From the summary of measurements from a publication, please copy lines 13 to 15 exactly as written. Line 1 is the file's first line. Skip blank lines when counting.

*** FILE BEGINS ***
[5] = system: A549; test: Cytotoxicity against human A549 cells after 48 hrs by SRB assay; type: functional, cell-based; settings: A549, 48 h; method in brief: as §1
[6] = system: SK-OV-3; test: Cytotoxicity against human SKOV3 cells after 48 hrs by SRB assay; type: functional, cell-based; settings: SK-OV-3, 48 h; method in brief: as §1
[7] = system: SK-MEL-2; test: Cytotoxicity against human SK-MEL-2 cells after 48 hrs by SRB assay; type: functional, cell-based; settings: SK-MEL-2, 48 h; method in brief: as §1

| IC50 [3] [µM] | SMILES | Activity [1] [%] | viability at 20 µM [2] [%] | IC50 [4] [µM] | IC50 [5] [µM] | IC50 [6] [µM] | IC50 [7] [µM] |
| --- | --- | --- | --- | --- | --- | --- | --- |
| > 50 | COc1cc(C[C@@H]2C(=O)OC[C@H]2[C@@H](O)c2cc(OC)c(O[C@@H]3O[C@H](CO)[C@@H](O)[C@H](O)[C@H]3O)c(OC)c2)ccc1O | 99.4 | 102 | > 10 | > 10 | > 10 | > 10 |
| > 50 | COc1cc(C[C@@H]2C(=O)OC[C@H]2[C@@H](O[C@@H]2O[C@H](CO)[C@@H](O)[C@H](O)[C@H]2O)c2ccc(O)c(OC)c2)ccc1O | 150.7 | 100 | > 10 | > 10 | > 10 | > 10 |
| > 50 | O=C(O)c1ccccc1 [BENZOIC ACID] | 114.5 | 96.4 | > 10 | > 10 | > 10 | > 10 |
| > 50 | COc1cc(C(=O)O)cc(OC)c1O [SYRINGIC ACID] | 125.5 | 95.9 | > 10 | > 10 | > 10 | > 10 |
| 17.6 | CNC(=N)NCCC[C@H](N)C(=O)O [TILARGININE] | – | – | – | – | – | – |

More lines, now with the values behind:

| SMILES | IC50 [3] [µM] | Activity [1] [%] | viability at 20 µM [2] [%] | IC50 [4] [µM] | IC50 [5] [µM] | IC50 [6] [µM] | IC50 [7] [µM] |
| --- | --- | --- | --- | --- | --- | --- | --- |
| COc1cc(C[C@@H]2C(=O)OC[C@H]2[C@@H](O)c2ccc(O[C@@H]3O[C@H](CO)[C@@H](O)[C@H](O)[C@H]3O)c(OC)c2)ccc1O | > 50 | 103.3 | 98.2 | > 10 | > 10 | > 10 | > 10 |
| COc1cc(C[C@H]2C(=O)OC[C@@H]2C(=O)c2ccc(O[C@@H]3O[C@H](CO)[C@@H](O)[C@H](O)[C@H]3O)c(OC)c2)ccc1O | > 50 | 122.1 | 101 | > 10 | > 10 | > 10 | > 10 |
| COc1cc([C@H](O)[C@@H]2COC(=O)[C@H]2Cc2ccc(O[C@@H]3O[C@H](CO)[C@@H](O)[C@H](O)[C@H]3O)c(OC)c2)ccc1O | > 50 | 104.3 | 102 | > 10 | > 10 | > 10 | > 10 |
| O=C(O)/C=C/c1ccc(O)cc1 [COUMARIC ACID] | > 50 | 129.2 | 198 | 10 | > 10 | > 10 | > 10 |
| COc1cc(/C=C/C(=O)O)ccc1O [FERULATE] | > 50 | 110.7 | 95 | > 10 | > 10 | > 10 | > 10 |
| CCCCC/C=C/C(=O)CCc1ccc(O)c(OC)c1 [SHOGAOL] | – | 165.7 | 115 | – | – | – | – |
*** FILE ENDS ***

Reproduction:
| --- | --- | --- | --- | --- | --- | --- | --- |
| COc1cc(C[C@@H]2C(=O)OC[C@H]2[C@@H](O)c2ccc(O[C@@H]3O[C@H](CO)[C@@H](O)[C@H](O)[C@H]3O)c(OC)c2)ccc1O | > 50 | 103.3 | 98.2 | > 10 | > 10 | > 10 | > 10 |
| COc1cc(C[C@H]2C(=O)OC[C@@H]2C(=O)c2ccc(O[C@@H]3O[C@H](CO)[C@@H](O)[C@H](O)[C@H]3O)c(OC)c2)ccc1O | > 50 | 122.1 | 101 | > 10 | > 10 | > 10 | > 10 |